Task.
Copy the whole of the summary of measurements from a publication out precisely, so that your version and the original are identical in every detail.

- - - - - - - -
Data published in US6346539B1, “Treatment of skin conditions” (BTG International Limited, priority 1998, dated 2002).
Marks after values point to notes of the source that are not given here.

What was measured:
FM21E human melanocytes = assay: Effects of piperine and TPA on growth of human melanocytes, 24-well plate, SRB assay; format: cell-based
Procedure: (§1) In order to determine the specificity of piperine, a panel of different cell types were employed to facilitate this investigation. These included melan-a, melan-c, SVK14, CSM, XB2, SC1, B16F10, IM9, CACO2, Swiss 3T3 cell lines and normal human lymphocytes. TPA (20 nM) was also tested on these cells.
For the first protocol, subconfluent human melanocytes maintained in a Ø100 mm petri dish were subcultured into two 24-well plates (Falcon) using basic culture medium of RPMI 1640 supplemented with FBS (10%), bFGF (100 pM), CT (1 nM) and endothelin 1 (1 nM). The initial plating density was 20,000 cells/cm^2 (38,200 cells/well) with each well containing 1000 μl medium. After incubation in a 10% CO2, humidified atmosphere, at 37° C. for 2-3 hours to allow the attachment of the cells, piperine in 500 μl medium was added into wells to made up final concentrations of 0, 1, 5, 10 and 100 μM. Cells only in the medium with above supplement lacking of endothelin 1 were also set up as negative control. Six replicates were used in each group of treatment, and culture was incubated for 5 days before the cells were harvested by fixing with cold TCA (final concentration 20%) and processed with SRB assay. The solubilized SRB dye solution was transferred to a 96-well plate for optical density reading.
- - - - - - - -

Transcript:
Data published in US6346539B1, “Treatment of skin conditions” (BTG International Limited, priority 1998, dated 2002).
Marks after values point to notes of the source that are not given here.

What was measured:
FM21E human melanocytes = assay: Effects of piperine and TPA on growth of human melanocytes, 24-well plate, SRB assay; format: cell-based
Procedure: (§1) In order to determine the specificity of piperine, a panel of different cell types were employed to facilitate this investigation. These included melan-a, melan-c, SVK14, CSM, XB2, SC1, B16F10, IM9, CACO2, Swiss 3T3 cell lines and normal human lymphocytes. TPA (20 nM) was also tested on these cells.
For the first protocol, subconfluent human melanocytes maintained in a Ø100 mm petri dish were subcultured into two 24-well plates (Falcon) using basic culture medium of RPMI 1640 supplemented with FBS (10%), bFGF (100 pM), CT (1 nM) and endothelin 1 (1 nM). The initial plating density was 20,000 cells/cm^2 (38,200 cells/well) with each well containing 1000 μl medium. After incubation in a 10% CO2, humidified atmosphere, at 37° C. for 2-3 hours to allow the attachment of the cells, piperine in 500 μl medium was added into wells to made up final concentrations of 0, 1, 5, 10 and 100 μM. Cells only in the medium with above supplement lacking of endothelin 1 were also set up as negative control. Six replicates were used in each group of treatment, and culture was incubated for 5 days before the cells were harvested by fixing with cold TCA (final concentration 20%) and processed with SRB assay. The solubilized SRB dye solution was transferred to a 96-well plate for optical density reading.